S.D.N.Y.: A prison cell search doesn’t need justification

“‘[P]rison officials are presumed to do their best to evaluate and monitor objectively the security needs of the institution and the inmates in their custody, and then to determine whether and when such concerns necessitate a search of a prison cell.’ United States v. Cohen, 796 F.2d 20, 23 (2d Cir. 1986) (emphasis omitted). Thus, when a prison official initiates the search of a pretrial detainee’s cell, the search is not ‘subject to constitutional challenge, regardless of whether security needs could justify it.’ Id. at 24.” Ross v. Aramark Corp., 2019 U.S. Dist. LEXIS 40715 (S.D. N.Y. Mar. 13, 2019).*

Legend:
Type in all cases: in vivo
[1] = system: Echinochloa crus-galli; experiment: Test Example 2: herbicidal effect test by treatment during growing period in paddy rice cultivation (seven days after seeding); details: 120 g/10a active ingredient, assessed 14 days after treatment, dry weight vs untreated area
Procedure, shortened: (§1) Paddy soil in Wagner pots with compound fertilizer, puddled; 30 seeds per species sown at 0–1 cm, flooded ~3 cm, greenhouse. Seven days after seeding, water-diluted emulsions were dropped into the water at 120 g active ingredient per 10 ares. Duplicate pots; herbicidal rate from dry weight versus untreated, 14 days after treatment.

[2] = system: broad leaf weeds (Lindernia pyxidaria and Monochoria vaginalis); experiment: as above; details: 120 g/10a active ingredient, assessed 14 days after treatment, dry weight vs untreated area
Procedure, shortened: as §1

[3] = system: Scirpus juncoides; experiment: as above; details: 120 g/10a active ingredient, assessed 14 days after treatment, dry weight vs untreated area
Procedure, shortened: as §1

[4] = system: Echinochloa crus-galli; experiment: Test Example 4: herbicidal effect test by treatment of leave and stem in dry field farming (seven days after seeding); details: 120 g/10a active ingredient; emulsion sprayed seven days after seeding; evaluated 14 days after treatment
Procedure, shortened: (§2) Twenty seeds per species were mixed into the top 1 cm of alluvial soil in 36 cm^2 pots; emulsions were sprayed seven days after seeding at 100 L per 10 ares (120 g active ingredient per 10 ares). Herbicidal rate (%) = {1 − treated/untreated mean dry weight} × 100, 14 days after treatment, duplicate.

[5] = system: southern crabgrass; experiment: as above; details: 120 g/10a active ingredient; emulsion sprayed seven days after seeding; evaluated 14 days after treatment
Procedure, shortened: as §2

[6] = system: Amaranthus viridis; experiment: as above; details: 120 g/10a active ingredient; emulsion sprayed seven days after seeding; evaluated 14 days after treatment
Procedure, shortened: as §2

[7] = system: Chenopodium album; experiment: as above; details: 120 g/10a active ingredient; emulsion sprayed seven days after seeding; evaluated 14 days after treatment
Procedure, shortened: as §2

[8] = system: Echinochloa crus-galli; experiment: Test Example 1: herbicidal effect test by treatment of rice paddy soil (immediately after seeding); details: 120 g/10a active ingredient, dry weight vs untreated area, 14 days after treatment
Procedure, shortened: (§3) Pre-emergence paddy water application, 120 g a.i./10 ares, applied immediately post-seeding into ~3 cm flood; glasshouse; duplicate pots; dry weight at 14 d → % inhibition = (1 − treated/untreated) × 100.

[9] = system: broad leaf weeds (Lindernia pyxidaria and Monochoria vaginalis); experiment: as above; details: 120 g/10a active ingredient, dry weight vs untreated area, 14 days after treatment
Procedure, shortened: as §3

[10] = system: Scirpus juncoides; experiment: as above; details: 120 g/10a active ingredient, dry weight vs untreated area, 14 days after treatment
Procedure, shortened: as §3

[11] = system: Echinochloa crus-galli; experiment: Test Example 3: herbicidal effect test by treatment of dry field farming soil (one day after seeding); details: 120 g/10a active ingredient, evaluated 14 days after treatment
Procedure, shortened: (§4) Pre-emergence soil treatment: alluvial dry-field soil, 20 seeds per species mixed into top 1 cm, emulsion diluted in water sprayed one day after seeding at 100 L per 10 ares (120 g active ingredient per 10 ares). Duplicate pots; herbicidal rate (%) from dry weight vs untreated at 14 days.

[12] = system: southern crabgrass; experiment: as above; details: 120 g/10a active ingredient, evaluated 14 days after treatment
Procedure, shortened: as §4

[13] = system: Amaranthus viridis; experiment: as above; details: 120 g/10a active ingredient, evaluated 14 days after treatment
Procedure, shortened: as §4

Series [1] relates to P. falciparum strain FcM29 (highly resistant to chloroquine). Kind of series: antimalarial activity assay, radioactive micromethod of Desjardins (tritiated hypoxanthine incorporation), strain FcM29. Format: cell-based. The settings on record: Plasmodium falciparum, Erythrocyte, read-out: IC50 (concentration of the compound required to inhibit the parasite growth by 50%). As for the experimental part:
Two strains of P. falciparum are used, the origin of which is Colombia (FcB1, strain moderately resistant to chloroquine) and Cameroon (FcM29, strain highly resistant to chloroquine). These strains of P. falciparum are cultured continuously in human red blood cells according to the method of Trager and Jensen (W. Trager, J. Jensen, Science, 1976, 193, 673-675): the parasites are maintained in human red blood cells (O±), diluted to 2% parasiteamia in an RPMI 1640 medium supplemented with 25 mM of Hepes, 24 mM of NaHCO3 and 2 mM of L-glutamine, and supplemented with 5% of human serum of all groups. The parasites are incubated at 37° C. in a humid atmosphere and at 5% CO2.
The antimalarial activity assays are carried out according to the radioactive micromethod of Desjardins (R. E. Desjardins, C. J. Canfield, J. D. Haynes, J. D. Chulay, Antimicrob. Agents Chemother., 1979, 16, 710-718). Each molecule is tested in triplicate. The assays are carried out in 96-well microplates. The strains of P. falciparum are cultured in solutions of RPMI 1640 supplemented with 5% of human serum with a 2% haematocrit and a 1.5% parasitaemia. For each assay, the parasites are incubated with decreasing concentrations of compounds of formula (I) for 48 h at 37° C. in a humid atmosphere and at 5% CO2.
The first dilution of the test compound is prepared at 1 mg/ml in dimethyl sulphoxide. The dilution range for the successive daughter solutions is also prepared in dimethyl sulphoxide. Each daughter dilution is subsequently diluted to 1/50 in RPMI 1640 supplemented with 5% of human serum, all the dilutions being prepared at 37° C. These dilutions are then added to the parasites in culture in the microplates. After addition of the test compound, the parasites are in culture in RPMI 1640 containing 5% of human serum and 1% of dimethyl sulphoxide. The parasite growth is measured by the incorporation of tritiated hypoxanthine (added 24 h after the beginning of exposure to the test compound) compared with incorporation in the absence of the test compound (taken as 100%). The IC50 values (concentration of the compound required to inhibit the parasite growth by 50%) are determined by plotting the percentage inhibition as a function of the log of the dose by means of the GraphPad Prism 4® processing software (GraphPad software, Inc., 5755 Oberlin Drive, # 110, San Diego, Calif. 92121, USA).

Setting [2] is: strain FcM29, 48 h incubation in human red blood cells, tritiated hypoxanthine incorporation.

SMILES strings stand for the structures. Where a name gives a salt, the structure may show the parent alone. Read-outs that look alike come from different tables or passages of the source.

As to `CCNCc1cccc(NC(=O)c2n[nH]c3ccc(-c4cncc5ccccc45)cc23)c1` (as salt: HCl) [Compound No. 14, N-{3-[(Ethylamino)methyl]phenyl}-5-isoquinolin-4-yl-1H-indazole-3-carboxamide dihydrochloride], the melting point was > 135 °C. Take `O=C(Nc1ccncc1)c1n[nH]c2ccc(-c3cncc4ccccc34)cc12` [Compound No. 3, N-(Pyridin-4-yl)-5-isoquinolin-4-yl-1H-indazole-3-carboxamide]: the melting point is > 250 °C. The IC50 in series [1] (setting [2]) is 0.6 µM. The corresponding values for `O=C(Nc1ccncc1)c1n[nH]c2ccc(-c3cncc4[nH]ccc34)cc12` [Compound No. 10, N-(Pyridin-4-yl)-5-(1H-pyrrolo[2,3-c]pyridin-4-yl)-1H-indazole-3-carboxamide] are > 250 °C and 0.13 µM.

“Here, the officers knew Otero had a gun, and knew he was dissembling about having a gun. The officers were justified in briefly handcuffing the defendant and securing the firearm while he was questioned. The contraband status of the firearm with its obliterated serial number was immediately apparent when it was secured.” United States v. Otero, 2019 U.S. Dist. LEXIS 42521 (D. N.M. Mar. 15, 2019).*

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